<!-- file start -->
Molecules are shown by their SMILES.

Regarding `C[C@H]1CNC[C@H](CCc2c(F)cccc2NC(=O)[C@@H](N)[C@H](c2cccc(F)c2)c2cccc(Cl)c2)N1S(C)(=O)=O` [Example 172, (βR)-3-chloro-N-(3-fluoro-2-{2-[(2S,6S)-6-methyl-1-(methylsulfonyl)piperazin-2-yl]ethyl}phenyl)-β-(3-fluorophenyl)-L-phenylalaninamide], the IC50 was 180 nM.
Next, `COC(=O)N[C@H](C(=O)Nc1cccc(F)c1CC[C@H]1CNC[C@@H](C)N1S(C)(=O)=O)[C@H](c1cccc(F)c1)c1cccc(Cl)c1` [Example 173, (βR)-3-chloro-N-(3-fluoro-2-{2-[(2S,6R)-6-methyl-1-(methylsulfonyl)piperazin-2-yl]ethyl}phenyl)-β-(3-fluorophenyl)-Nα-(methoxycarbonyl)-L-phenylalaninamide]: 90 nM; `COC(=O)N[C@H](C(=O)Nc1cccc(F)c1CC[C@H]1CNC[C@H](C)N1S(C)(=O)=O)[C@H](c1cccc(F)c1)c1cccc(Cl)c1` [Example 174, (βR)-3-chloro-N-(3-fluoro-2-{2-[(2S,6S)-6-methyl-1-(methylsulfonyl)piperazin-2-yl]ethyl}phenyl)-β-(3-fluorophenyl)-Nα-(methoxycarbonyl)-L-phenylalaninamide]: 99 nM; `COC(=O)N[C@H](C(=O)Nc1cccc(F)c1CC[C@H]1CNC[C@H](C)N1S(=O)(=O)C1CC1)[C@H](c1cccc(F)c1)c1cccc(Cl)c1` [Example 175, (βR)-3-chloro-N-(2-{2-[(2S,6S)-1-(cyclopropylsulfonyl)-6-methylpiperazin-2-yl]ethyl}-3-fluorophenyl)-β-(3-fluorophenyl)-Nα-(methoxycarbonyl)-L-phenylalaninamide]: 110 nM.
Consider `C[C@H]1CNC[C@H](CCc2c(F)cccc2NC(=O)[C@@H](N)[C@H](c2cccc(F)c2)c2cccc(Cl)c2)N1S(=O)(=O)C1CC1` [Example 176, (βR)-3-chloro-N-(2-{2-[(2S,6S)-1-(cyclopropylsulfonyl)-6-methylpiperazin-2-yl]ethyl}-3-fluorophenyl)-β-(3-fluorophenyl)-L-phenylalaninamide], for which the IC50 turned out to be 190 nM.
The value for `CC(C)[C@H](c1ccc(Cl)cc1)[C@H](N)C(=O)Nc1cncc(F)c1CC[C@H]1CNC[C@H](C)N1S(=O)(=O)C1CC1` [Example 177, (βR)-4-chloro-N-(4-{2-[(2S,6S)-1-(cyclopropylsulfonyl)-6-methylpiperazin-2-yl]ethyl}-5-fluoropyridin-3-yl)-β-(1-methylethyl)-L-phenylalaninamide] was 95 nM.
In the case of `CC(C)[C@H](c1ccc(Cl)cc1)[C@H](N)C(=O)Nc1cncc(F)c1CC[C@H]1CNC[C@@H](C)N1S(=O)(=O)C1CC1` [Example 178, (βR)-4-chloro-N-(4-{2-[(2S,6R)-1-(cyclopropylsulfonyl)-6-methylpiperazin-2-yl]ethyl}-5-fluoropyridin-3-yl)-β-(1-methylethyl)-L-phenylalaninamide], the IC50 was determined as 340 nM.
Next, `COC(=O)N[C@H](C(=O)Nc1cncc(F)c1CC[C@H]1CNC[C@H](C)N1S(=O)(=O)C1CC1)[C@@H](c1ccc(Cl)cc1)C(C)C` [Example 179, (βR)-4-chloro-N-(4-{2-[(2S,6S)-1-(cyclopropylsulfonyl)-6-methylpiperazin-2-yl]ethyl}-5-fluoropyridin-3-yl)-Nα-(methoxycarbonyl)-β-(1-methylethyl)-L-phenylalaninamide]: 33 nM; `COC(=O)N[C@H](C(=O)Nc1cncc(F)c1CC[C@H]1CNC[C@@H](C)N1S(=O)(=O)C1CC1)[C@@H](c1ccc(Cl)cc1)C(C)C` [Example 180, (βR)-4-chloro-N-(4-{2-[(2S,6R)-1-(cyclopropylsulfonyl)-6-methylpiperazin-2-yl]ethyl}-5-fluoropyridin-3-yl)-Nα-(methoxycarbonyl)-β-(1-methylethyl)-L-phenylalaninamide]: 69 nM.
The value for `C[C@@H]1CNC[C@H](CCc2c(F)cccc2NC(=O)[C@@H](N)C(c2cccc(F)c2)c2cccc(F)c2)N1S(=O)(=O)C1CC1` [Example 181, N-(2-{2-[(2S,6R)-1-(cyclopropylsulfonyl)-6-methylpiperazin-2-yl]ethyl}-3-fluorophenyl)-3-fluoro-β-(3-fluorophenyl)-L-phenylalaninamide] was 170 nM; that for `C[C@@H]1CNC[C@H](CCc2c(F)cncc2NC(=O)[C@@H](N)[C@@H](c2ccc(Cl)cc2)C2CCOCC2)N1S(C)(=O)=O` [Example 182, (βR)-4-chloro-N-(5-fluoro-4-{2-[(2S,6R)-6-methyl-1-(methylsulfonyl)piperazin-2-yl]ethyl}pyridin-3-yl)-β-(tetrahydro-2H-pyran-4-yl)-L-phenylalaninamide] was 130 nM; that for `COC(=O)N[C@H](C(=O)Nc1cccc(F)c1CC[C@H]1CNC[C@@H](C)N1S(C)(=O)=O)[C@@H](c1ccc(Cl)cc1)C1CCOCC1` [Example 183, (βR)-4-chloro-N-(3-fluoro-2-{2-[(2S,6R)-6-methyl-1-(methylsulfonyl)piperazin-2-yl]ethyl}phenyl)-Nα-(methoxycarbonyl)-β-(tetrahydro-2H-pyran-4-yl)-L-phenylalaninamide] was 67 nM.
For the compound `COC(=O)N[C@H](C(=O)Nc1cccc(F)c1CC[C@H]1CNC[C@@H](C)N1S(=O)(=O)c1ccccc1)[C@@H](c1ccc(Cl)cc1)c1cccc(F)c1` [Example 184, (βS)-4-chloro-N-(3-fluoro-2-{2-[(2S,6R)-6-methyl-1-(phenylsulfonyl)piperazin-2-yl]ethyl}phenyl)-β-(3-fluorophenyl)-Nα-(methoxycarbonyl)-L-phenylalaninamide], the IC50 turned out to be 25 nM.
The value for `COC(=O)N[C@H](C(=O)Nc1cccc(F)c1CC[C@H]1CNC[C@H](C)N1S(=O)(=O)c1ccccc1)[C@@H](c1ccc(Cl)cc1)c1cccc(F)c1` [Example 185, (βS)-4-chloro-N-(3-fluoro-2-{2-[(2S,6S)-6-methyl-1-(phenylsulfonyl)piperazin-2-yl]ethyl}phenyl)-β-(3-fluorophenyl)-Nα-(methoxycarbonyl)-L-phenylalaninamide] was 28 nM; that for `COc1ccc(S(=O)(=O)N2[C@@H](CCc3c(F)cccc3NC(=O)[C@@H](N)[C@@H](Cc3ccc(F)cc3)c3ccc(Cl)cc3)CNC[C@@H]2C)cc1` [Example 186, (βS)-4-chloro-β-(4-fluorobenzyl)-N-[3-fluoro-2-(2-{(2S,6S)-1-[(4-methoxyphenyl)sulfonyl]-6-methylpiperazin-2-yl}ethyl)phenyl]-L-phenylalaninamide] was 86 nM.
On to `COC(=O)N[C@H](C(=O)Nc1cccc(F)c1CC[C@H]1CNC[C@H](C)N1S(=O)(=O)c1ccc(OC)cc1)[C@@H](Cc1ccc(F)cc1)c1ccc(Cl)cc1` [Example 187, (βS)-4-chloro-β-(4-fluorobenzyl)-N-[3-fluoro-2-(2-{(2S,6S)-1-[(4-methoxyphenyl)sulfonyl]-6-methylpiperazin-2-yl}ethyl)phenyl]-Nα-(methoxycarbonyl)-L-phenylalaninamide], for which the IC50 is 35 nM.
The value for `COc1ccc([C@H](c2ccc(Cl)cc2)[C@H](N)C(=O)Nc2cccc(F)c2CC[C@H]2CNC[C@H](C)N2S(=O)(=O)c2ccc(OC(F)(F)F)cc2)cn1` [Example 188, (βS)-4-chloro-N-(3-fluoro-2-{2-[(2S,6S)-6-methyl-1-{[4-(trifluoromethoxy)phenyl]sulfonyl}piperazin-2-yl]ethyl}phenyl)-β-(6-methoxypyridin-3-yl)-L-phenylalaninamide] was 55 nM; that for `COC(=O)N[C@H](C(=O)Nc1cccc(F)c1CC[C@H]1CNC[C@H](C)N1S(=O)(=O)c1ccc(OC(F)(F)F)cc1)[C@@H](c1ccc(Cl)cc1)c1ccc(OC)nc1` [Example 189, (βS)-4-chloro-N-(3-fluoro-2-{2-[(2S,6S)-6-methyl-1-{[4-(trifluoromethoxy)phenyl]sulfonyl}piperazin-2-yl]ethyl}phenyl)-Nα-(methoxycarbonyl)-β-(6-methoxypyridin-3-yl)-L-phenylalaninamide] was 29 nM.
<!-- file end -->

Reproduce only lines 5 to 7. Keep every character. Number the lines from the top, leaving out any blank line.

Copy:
The value for `CC(C)[C@H](c1ccc(Cl)cc1)[C@H](N)C(=O)Nc1cncc(F)c1CC[C@H]1CNC[C@H](C)N1S(=O)(=O)C1CC1` [Example 177, (βR)-4-chloro-N-(4-{2-[(2S,6S)-1-(cyclopropylsulfonyl)-6-methylpiperazin-2-yl]ethyl}-5-fluoropyridin-3-yl)-β-(1-methylethyl)-L-phenylalaninamide] was 95 nM.
In the case of `CC(C)[C@H](c1ccc(Cl)cc1)[C@H](N)C(=O)Nc1cncc(F)c1CC[C@H]1CNC[C@@H](C)N1S(=O)(=O)C1CC1` [Example 178, (βR)-4-chloro-N-(4-{2-[(2S,6R)-1-(cyclopropylsulfonyl)-6-methylpiperazin-2-yl]ethyl}-5-fluoropyridin-3-yl)-β-(1-methylethyl)-L-phenylalaninamide], the IC50 was determined as 340 nM.
Next, `COC(=O)N[C@H](C(=O)Nc1cncc(F)c1CC[C@H]1CNC[C@H](C)N1S(=O)(=O)C1CC1)[C@@H](c1ccc(Cl)cc1)C(C)C` [Example 179, (βR)-4-chloro-N-(4-{2-[(2S,6S)-1-(cyclopropylsulfonyl)-6-methylpiperazin-2-yl]ethyl}-5-fluoropyridin-3-yl)-Nα-(methoxycarbonyl)-β-(1-methylethyl)-L-phenylalaninamide]: 33 nM; `COC(=O)N[C@H](C(=O)Nc1cncc(F)c1CC[C@H]1CNC[C@@H](C)N1S(=O)(=O)C1CC1)[C@@H](c1ccc(Cl)cc1)C(C)C` [Example 180, (βR)-4-chloro-N-(4-{2-[(2S,6R)-1-(cyclopropylsulfonyl)-6-methylpiperazin-2-yl]ethyl}-5-fluoropyridin-3-yl)-Nα-(methoxycarbonyl)-β-(1-methylethyl)-L-phenylalaninamide]: 69 nM.